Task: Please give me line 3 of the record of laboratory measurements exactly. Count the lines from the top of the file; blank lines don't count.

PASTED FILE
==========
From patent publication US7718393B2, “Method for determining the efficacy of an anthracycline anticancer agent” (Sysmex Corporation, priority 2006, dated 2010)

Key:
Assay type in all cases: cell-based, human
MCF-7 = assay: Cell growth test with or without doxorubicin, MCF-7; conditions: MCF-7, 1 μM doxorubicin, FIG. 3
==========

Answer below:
Assay type in all cases: cell-based, human